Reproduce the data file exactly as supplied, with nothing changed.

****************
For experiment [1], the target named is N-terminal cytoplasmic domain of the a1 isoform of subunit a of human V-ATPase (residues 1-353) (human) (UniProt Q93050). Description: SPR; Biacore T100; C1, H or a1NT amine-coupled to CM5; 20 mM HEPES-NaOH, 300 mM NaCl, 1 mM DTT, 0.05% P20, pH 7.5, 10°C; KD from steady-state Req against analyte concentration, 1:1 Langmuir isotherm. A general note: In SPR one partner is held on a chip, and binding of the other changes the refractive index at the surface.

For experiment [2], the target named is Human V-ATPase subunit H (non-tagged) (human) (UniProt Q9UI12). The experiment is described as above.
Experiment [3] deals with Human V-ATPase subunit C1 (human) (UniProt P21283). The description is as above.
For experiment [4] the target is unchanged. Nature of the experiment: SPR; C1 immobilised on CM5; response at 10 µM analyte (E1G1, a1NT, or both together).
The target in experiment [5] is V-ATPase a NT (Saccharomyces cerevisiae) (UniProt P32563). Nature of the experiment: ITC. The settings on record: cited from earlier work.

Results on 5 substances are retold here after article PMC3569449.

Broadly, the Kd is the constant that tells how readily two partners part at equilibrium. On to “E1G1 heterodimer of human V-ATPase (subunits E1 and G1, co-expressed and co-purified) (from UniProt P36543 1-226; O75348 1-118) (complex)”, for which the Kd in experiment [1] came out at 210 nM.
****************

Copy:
For experiment [1], the target named is N-terminal cytoplasmic domain of the a1 isoform of subunit a of human V-ATPase (residues 1-353) (human) (UniProt Q93050). Description: SPR; Biacore T100; C1, H or a1NT amine-coupled to CM5; 20 mM HEPES-NaOH, 300 mM NaCl, 1 mM DTT, 0.05% P20, pH 7.5, 10°C; KD from steady-state Req against analyte concentration, 1:1 Langmuir isotherm. A general note: In SPR one partner is held on a chip, and binding of the other changes the refractive index at the surface.

For experiment [2], the target named is Human V-ATPase subunit H (non-tagged) (human) (UniProt Q9UI12). The experiment is described as above.
Experiment [3] deals with Human V-ATPase subunit C1 (human) (UniProt P21283). The description is as above.
For experiment [4] the target is unchanged. Nature of the experiment: SPR; C1 immobilised on CM5; response at 10 µM analyte (E1G1, a1NT, or both together).
The target in experiment [5] is V-ATPase a NT (Saccharomyces cerevisiae) (UniProt P32563). Nature of the experiment: ITC. The settings on record: cited from earlier work.

Results on 5 substances are retold here after article PMC3569449.

Broadly, the Kd is the constant that tells how readily two partners part at equilibrium. On to “E1G1 heterodimer of human V-ATPase (subunits E1 and G1, co-expressed and co-purified) (from UniProt P36543 1-226; O75348 1-118) (complex)”, for which the Kd in experiment [1] came out at 210 nM.